PyBackground

Table of Contents

License

Copyright (c) 2005-2008, David Baird <dbaird@nmt.edu> All rights reserved.

Redistribution and use in source and binary forms, with or without modification, are permitted provided that the following conditions are met:

  • Redistributions of source code must retain the above copyright notice, this list of conditions and the following disclaimer.
  • Redistributions in binary form must reproduce the above copyright notice, this list of conditions and the following disclaimer in the documentation and/or other materials provided with the distribution.
  • Neither the name of the <ORGANIZATION> nor the names of its contributors may be used to endorse or promote products derived from this software without specific prior written permission.

THIS SOFTWARE IS PROVIDED BY THE COPYRIGHT HOLDERS AND CONTRIBUTORS "AS IS" AND ANY EXPRESS OR IMPLIED WARRANTIES, INCLUDING, BUT NOT LIMITED TO, THE IMPLIED WARRANTIES OF MERCHANTABILITY AND FITNESS FOR A PARTICULAR PURPOSE ARE DISCLAIMED. IN NO EVENT SHALL THE COPYRIGHT OWNER OR CONTRIBUTORS BE LIABLE FOR ANY DIRECT, INDIRECT, INCIDENTAL, SPECIAL, EXEMPLARY, OR CONSEQUENTIAL DAMAGES (INCLUDING, BUT NOT LIMITED TO, PROCUREMENT OF SUBSTITUTE GOODS OR SERVICES; LOSS OF USE, DATA, OR PROFITS; OR BUSINESS INTERRUPTION) HOWEVER CAUSED AND ON ANY THEORY OF LIABILITY, WHETHER IN CONTRACT, STRICT LIABILITY, OR TORT (INCLUDING NEGLIGENCE OR OTHERWISE) ARISING IN ANY WAY OUT OF THE USE OF THIS SOFTWARE, EVEN IF ADVISED OF THE POSSIBILITY OF SUCH DAMAGE.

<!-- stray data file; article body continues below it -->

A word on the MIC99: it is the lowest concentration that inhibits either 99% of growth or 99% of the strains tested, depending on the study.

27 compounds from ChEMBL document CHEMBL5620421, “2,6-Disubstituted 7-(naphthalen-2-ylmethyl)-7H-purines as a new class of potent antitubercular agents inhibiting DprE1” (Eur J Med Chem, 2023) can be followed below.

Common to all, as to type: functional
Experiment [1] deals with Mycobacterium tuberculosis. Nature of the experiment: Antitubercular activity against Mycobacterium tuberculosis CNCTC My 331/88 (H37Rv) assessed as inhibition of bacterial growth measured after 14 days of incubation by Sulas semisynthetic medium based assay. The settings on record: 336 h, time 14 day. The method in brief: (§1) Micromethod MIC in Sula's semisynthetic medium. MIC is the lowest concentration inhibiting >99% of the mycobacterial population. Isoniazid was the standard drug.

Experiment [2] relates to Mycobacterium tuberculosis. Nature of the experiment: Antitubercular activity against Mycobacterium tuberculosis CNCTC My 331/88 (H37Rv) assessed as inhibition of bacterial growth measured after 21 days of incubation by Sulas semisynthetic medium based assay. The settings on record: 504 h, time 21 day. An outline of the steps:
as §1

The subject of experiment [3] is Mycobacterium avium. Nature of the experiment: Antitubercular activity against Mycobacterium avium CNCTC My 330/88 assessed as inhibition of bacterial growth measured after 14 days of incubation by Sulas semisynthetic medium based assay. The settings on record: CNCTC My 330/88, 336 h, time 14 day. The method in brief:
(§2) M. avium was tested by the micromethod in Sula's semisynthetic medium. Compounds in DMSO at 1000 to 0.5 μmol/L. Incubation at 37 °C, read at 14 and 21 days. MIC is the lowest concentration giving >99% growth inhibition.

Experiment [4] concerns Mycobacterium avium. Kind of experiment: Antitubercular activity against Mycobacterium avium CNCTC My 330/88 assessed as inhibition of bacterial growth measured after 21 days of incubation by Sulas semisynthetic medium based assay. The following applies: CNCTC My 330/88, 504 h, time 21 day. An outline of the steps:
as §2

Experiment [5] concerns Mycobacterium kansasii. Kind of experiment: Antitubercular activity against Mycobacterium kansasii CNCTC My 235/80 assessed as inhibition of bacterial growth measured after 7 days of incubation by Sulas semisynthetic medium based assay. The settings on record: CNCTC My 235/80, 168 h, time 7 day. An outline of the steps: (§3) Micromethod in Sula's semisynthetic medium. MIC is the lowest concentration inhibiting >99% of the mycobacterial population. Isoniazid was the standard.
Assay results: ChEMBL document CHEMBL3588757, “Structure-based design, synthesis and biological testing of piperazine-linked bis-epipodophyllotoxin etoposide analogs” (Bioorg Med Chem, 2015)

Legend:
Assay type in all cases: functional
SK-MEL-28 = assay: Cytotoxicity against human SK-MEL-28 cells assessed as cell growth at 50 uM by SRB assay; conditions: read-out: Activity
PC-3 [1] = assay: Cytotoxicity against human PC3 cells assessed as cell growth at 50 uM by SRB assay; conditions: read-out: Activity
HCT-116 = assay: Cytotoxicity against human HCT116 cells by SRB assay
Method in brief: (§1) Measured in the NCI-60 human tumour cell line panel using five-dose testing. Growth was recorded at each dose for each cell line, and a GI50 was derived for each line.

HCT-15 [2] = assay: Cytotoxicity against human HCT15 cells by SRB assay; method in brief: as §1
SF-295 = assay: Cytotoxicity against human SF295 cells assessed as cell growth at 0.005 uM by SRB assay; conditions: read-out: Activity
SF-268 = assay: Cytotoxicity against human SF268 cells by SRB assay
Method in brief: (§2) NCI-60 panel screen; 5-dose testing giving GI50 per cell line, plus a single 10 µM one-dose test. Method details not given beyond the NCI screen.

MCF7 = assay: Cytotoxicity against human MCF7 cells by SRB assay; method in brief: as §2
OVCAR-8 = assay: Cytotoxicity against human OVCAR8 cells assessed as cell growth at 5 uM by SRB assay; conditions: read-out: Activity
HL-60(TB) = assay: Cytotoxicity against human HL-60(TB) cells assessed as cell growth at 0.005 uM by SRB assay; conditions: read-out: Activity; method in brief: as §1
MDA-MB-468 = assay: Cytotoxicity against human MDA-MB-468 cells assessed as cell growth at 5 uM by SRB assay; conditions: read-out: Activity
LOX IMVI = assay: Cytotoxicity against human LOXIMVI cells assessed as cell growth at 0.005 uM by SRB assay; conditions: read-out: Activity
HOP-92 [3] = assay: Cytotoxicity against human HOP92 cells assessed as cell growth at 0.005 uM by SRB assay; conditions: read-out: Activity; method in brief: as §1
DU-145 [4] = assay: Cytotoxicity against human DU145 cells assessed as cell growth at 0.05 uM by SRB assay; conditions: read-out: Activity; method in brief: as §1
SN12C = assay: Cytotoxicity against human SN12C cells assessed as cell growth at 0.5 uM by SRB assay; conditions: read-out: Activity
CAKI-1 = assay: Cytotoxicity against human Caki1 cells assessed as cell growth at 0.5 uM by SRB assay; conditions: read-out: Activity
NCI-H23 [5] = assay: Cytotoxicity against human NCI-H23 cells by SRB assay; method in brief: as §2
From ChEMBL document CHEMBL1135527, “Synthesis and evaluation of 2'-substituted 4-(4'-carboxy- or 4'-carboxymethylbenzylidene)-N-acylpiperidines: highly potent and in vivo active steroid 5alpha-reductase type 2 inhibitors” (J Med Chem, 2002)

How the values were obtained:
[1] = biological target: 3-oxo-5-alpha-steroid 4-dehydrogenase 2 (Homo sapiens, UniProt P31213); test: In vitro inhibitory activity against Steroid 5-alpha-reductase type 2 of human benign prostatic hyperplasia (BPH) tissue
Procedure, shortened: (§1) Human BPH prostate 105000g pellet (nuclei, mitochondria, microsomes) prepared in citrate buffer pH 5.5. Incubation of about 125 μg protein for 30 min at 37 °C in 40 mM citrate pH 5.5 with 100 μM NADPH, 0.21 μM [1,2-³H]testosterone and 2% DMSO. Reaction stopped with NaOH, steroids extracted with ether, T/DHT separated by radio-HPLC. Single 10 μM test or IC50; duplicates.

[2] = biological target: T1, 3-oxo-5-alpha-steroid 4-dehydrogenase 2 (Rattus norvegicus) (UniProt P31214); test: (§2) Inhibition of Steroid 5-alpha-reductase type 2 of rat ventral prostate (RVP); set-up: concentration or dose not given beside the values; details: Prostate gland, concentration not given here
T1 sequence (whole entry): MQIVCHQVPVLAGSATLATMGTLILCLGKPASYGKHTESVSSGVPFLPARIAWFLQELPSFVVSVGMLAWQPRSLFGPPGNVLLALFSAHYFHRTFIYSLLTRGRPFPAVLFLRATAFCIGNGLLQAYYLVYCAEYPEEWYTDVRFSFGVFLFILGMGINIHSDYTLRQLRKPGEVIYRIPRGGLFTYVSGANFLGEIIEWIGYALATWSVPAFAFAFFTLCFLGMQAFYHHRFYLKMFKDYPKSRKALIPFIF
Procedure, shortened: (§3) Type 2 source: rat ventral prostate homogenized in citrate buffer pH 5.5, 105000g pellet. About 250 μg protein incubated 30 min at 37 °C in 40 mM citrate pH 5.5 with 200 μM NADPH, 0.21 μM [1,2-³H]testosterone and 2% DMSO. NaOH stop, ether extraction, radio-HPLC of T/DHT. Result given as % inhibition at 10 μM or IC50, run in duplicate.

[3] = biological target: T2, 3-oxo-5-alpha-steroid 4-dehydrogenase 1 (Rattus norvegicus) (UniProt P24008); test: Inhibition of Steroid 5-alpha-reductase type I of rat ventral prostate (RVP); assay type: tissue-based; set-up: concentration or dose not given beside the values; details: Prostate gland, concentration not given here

Executive Summary

This module provides very, very easy multithreading. With this module, you will have a hard time resisting creating threads - you'll have to restrain yourself because it is so easy and so much fun. My friends and I like to call it "adhoc multithreading." See ExampleUsage for a demonstration.

Since PyBackground is based on Python's threading module, it will work in Linux, Mac OS, Windows and anywhere else Python's threading module works.

By the way, if you have too much fun with this module, perhaps that is a sign you should be using a language such as Erlang or Io instead of Python.

History

Revision 12 (2008 February 16), David Baird

Module was renamed from background to pybackground.

Background

This module was inspired by the Io programming language (which in turn was inspired by other programming languages). In Io, by merely putting the '@' (at) sign in front of a method to create an "actor," Io will execute that method in a background thread and return a "transparent future." A transparent future is a place holder object that represents the return value of the method. When you try to actually access the transparent future, it will block until the method terminates. But as long as you don't access the future, then you can keep doing stuff in the foreground while the background threads happily execute. This "background" module for Python accomplishes a very similar function. Instead of an '@' symbol, the "background" function is used instead as described in the next section. Io, unlike this module, is also capable of another trick: deadlock detection.

Technical Considerations

Asynchronous I/O: Threads v. Select

This module uses the threading implementation of Python to accomplish this. Python makes use of operating system threads rather than managing its own light-weight cooperative threads. With NPTL, multithreading in Linux became a lot more fun, but there are other ways to deal with high-latency tasks. One way in particular is the "select" system call which is not directly addressed by this module. (But you could use this module to wrap up something else that used the "select" system call).